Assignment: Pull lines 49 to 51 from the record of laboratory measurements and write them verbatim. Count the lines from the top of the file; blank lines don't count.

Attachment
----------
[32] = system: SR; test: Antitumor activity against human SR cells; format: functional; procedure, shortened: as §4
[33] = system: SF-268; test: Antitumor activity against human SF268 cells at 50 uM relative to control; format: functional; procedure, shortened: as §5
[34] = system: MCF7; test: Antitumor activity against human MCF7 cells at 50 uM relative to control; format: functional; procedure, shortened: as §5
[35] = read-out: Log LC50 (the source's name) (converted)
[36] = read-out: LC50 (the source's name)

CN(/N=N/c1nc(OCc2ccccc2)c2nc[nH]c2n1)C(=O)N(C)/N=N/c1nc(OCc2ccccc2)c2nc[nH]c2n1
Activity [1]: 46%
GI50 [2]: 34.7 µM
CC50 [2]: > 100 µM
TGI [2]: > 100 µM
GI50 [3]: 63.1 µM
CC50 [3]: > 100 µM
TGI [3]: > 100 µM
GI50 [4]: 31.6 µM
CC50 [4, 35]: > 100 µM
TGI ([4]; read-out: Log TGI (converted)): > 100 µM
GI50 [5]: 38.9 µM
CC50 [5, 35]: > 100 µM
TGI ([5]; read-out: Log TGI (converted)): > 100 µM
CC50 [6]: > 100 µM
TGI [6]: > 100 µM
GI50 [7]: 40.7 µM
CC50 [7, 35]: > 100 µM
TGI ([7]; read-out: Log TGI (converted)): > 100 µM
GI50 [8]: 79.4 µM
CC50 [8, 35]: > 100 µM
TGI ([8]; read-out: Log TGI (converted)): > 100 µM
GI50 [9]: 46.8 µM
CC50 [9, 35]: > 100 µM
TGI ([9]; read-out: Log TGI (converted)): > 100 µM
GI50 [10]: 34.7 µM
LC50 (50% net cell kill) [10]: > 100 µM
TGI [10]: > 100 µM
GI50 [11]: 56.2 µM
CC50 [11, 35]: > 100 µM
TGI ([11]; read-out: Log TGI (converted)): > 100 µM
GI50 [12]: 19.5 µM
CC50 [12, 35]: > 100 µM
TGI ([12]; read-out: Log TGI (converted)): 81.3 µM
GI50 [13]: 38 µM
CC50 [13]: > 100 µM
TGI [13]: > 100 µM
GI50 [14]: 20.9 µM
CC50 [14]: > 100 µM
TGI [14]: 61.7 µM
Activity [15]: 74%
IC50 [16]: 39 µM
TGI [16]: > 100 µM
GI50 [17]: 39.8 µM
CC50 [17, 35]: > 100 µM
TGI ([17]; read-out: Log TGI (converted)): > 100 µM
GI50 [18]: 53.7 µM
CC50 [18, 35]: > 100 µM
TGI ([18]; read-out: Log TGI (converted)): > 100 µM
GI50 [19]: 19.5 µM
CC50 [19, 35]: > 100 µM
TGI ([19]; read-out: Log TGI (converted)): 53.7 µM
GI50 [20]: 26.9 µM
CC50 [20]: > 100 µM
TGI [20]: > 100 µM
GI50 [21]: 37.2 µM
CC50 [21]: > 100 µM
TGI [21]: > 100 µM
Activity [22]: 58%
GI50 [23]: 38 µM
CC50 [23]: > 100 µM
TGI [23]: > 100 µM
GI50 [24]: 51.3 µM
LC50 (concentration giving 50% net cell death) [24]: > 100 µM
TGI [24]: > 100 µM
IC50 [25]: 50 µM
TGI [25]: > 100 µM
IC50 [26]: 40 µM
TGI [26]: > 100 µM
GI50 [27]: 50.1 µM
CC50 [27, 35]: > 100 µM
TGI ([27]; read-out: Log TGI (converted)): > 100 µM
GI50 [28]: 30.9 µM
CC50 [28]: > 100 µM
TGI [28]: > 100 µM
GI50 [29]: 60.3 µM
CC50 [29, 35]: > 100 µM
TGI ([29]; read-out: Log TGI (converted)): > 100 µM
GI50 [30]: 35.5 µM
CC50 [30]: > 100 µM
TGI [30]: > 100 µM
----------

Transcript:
GI50 [17]: 39.8 µM
CC50 [17, 35]: > 100 µM
TGI ([17]; read-out: Log TGI (converted)): > 100 µM